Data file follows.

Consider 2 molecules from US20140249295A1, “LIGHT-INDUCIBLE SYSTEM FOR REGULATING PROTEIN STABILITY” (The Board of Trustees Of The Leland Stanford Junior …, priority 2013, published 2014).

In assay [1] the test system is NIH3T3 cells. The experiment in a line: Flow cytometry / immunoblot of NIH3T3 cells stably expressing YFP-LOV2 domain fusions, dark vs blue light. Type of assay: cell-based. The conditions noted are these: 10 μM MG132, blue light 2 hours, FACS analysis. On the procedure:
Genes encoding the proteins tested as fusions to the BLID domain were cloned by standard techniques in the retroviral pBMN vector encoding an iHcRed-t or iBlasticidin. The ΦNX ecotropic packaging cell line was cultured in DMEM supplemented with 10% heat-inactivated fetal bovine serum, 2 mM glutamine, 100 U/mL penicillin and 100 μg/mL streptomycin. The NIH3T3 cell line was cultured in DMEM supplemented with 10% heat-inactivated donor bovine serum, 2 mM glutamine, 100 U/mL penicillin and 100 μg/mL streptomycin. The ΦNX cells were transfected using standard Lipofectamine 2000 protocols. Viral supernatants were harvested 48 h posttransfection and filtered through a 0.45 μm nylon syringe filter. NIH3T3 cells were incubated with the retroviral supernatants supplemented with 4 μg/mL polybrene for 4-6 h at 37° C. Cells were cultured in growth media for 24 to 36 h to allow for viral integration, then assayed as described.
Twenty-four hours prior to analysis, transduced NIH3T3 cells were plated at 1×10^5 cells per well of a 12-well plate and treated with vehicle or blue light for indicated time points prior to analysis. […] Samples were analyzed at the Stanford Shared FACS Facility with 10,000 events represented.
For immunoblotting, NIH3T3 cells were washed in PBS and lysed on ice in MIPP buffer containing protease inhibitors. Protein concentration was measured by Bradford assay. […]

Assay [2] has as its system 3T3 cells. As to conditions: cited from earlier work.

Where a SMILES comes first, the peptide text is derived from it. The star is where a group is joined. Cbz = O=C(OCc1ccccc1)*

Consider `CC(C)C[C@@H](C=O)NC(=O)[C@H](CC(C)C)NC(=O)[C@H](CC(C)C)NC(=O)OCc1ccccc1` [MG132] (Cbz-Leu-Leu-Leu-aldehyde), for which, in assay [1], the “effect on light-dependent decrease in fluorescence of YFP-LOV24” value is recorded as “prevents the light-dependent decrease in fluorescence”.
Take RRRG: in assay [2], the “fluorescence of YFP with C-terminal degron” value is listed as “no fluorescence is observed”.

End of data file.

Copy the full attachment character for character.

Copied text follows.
Consider 2 molecules from US20140249295A1, “LIGHT-INDUCIBLE SYSTEM FOR REGULATING PROTEIN STABILITY” (The Board of Trustees Of The Leland Stanford Junior …, priority 2013, published 2014).

In assay [1] the test system is NIH3T3 cells. The experiment in a line: Flow cytometry / immunoblot of NIH3T3 cells stably expressing YFP-LOV2 domain fusions, dark vs blue light. Type of assay: cell-based. The conditions noted are these: 10 μM MG132, blue light 2 hours, FACS analysis. On the procedure:
Genes encoding the proteins tested as fusions to the BLID domain were cloned by standard techniques in the retroviral pBMN vector encoding an iHcRed-t or iBlasticidin. The ΦNX ecotropic packaging cell line was cultured in DMEM supplemented with 10% heat-inactivated fetal bovine serum, 2 mM glutamine, 100 U/mL penicillin and 100 μg/mL streptomycin. The NIH3T3 cell line was cultured in DMEM supplemented with 10% heat-inactivated donor bovine serum, 2 mM glutamine, 100 U/mL penicillin and 100 μg/mL streptomycin. The ΦNX cells were transfected using standard Lipofectamine 2000 protocols. Viral supernatants were harvested 48 h posttransfection and filtered through a 0.45 μm nylon syringe filter. NIH3T3 cells were incubated with the retroviral supernatants supplemented with 4 μg/mL polybrene for 4-6 h at 37° C. Cells were cultured in growth media for 24 to 36 h to allow for viral integration, then assayed as described.
Twenty-four hours prior to analysis, transduced NIH3T3 cells were plated at 1×10^5 cells per well of a 12-well plate and treated with vehicle or blue light for indicated time points prior to analysis. […] Samples were analyzed at the Stanford Shared FACS Facility with 10,000 events represented.
For immunoblotting, NIH3T3 cells were washed in PBS and lysed on ice in MIPP buffer containing protease inhibitors. Protein concentration was measured by Bradford assay. […]

Assay [2] has as its system 3T3 cells. As to conditions: cited from earlier work.

Where a SMILES comes first, the peptide text is derived from it. The star is where a group is joined. Cbz = O=C(OCc1ccccc1)*

Consider `CC(C)C[C@@H](C=O)NC(=O)[C@H](CC(C)C)NC(=O)[C@H](CC(C)C)NC(=O)OCc1ccccc1` [MG132] (Cbz-Leu-Leu-Leu-aldehyde), for which, in assay [1], the “effect on light-dependent decrease in fluorescence of YFP-LOV24” value is recorded as “prevents the light-dependent decrease in fluorescence”.
Take RRRG: in assay [2], the “fluorescence of YFP with C-terminal degron” value is listed as “no fluorescence is observed”.